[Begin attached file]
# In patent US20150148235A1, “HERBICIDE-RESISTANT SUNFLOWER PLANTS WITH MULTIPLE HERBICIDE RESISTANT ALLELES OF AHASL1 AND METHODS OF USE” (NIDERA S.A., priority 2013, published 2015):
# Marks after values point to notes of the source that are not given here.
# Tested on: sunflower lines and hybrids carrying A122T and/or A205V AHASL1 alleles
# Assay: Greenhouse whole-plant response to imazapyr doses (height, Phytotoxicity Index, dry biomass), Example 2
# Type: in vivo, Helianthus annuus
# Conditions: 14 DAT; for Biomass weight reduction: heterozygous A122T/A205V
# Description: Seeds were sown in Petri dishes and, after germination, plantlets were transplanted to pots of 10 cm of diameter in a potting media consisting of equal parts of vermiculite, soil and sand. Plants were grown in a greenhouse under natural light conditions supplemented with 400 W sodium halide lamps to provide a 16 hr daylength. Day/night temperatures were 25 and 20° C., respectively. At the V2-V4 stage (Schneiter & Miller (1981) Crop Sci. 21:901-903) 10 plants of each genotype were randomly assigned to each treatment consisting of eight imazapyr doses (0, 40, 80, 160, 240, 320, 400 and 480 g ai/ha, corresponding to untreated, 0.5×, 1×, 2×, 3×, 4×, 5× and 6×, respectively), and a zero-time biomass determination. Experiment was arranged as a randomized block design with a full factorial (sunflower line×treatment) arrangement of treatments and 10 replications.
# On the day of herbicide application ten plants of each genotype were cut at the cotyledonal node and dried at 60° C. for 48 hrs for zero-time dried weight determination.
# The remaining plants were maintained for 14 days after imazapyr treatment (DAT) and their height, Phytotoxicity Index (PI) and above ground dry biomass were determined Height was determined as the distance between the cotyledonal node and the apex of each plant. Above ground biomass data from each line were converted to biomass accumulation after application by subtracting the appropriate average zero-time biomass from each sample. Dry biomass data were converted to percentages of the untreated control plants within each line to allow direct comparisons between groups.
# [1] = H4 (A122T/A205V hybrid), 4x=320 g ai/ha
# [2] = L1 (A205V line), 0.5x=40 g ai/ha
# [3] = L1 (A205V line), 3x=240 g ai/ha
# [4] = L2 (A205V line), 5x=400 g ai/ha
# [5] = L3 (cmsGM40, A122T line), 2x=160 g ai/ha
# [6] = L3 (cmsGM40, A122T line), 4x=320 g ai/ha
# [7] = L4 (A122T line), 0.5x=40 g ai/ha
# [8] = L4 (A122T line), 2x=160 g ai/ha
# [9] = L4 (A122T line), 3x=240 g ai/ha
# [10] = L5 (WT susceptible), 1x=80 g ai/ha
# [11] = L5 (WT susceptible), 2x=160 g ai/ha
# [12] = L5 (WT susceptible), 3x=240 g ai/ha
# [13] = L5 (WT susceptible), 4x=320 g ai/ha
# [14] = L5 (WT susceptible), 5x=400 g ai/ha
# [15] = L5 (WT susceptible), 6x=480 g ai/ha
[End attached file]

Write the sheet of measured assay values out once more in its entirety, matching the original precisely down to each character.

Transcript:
# In patent US20150148235A1, “HERBICIDE-RESISTANT SUNFLOWER PLANTS WITH MULTIPLE HERBICIDE RESISTANT ALLELES OF AHASL1 AND METHODS OF USE” (NIDERA S.A., priority 2013, published 2015):
# Marks after values point to notes of the source that are not given here.
# Tested on: sunflower lines and hybrids carrying A122T and/or A205V AHASL1 alleles
# Assay: Greenhouse whole-plant response to imazapyr doses (height, Phytotoxicity Index, dry biomass), Example 2
# Type: in vivo, Helianthus annuus
# Conditions: 14 DAT; for Biomass weight reduction: heterozygous A122T/A205V
# Description: Seeds were sown in Petri dishes and, after germination, plantlets were transplanted to pots of 10 cm of diameter in a potting media consisting of equal parts of vermiculite, soil and sand. Plants were grown in a greenhouse under natural light conditions supplemented with 400 W sodium halide lamps to provide a 16 hr daylength. Day/night temperatures were 25 and 20° C., respectively. At the V2-V4 stage (Schneiter & Miller (1981) Crop Sci. 21:901-903) 10 plants of each genotype were randomly assigned to each treatment consisting of eight imazapyr doses (0, 40, 80, 160, 240, 320, 400 and 480 g ai/ha, corresponding to untreated, 0.5×, 1×, 2×, 3×, 4×, 5× and 6×, respectively), and a zero-time biomass determination. Experiment was arranged as a randomized block design with a full factorial (sunflower line×treatment) arrangement of treatments and 10 replications.
# On the day of herbicide application ten plants of each genotype were cut at the cotyledonal node and dried at 60° C. for 48 hrs for zero-time dried weight determination.
# The remaining plants were maintained for 14 days after imazapyr treatment (DAT) and their height, Phytotoxicity Index (PI) and above ground dry biomass were determined Height was determined as the distance between the cotyledonal node and the apex of each plant. Above ground biomass data from each line were converted to biomass accumulation after application by subtracting the appropriate average zero-time biomass from each sample. Dry biomass data were converted to percentages of the untreated control plants within each line to allow direct comparisons between groups.
# [1] = H4 (A122T/A205V hybrid), 4x=320 g ai/ha
# [2] = L1 (A205V line), 0.5x=40 g ai/ha
# [3] = L1 (A205V line), 3x=240 g ai/ha
# [4] = L2 (A205V line), 5x=400 g ai/ha
# [5] = L3 (cmsGM40, A122T line), 2x=160 g ai/ha
# [6] = L3 (cmsGM40, A122T line), 4x=320 g ai/ha
# [7] = L4 (A122T line), 0.5x=40 g ai/ha
# [8] = L4 (A122T line), 2x=160 g ai/ha
# [9] = L4 (A122T line), 3x=240 g ai/ha
# [10] = L5 (WT susceptible), 1x=80 g ai/ha
# [11] = L5 (WT susceptible), 2x=160 g ai/ha
# [12] = L5 (WT susceptible), 3x=240 g ai/ha
# [13] = L5 (WT susceptible), 4x=320 g ai/ha
# [14] = L5 (WT susceptible), 5x=400 g ai/ha
# [15] = L5 (WT susceptible), 6x=480 g ai/ha